While most pond owners aim to reduce seepage by installing an impermeable liner, there is a natural function to the effect. Seepage is the primary process through which groundwater supplies recharge over time. By reducing the seepage occurring in your pond, you can interrupt this recharging cycle and slowly reduce the total productivity of the aquifer you’re tapping. Consider other ways of contributing to the recharge of groundwater supplies with these tips.
The Natural Role of Seepage
Naturally formed lakes, rivers, and streams don’t feature liners along the bottom to keep water in. This means that every pore and crack between particles of sand and soil offers the opportunity for water to trickle down into the groundwater supply. Natural seepage also flows in the opposite direction, with many large bodies of water primarily recharged by groundwater seeping inward instead. If a groundwater supply is completely tapped or fails to recharge through seepage, it can also reduce surface water volume by reducing its outward flow. Maintaining a good exchange of water between surface and groundwater supplies is essential for both.
Other Options for Measured Release
Allowing water to escape naturally through the bottom and sides of your pond isn’t the only option for groundwater recharging. It’s often far from ideal since natural seepage can destabilize the soil supporting your pond’s banks, leading to a collapse that releases a large amount of damaging water. It’s better to rely on metered discharge systems that pumps water out on a regular basis and spread it across a large drainage basin for rapid absorption. Spreading out less than one inch of water over a large surface with each release speeds up infiltration into the soil before the water is lost to evaporation. This kind of measured recharge is often released in crop fields and orchards to double as a form of irrigation while refilling the hidden groundwater supply deep below.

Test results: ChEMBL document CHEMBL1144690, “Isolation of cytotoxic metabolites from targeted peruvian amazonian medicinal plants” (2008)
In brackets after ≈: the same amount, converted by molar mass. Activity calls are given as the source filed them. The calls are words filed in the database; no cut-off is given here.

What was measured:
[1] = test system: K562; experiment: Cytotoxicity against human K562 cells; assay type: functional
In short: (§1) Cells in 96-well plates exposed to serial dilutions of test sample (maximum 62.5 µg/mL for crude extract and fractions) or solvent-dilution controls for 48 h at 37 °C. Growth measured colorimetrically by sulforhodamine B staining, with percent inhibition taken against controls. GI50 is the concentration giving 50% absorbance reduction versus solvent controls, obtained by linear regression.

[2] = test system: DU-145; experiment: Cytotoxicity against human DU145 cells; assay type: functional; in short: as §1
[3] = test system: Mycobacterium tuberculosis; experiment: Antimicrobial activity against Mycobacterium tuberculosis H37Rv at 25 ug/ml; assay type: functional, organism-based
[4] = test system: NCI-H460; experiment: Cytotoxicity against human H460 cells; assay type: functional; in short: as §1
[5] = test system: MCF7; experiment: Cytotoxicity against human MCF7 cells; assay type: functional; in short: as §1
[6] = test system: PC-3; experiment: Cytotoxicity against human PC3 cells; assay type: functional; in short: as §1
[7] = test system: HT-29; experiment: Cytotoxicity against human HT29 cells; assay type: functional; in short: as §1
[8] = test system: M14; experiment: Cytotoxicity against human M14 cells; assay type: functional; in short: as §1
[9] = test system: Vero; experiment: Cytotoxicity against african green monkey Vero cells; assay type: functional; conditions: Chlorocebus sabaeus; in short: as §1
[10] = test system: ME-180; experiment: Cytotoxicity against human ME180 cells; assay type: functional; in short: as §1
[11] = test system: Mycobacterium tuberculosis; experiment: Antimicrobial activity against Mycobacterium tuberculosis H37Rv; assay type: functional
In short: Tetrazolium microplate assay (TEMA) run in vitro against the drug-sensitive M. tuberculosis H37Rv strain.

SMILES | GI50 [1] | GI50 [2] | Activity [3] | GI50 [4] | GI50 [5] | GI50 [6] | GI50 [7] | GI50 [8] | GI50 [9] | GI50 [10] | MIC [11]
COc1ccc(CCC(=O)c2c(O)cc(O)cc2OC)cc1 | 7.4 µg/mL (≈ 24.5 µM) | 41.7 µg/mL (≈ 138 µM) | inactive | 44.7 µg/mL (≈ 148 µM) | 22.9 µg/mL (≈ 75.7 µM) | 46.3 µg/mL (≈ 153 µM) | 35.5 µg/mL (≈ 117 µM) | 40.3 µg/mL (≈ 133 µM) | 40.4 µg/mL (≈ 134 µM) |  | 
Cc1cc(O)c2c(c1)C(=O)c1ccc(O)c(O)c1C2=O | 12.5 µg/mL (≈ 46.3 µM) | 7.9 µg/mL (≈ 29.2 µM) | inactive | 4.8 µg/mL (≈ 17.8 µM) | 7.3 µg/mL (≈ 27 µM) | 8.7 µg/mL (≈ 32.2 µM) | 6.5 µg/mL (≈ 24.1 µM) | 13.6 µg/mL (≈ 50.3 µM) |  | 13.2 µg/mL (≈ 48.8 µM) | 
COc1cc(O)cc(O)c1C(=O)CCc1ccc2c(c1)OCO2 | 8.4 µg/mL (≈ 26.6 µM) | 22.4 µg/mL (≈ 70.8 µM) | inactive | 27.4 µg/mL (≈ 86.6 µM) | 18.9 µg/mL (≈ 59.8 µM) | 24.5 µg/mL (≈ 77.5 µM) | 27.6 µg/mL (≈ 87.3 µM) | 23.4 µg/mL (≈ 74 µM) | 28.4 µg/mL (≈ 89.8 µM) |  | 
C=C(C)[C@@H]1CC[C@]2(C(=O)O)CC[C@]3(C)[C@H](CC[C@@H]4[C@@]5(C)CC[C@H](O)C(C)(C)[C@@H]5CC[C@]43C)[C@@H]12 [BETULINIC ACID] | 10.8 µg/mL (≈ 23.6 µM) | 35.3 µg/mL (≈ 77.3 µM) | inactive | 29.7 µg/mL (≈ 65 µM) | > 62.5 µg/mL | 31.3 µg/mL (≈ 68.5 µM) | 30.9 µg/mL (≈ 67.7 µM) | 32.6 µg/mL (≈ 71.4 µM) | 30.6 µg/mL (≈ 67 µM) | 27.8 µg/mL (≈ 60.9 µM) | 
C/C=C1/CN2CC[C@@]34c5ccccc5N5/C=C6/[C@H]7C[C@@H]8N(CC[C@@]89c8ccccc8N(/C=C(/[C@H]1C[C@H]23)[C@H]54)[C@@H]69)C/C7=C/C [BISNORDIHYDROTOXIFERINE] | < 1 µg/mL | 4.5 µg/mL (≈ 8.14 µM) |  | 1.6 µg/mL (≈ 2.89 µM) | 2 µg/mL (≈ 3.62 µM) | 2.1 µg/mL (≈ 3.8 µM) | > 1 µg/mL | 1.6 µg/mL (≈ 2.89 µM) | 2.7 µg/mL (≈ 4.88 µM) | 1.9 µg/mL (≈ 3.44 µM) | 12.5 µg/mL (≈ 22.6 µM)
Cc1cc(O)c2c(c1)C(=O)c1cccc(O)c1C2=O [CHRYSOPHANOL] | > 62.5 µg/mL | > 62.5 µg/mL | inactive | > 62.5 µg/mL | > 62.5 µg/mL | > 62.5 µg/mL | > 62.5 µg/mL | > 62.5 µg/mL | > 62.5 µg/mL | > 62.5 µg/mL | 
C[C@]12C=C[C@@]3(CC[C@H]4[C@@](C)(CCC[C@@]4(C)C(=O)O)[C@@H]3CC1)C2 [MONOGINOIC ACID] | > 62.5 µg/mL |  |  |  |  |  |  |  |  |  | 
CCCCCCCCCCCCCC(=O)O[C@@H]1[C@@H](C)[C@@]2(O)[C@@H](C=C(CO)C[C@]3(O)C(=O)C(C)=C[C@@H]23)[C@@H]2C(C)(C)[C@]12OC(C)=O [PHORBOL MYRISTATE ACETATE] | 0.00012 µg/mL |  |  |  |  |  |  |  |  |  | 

Encouraging Water Infiltration
Improving soil quality in the drainage basins, can speed up infiltration to maximize seepage rather than evaporation. Soils high in organic matter absorb water faster and allow it to trickle down to the aquifer level rather than staying bound in the top inches under the surface. Sandy soils drain quickly, but they also tend to form over porous water tables that don’t recharge well. Clay soils are great for holding water, but don’t work well for infiltration zones for recharging groundwater supplies. You may need to plow and till the soil and add amendments like compost and finely ground pine bark to create a highly permeable zone before achieving the desired groundwater infiltration rates.
Injection wells and underground drain systems can also give you precise control over what water flows back into the groundwater supply. If you’re wondering how building a storage pond might affect your water supply, discuss your concerns with a hydraulic engineer to design a custom program for a renewable natural system.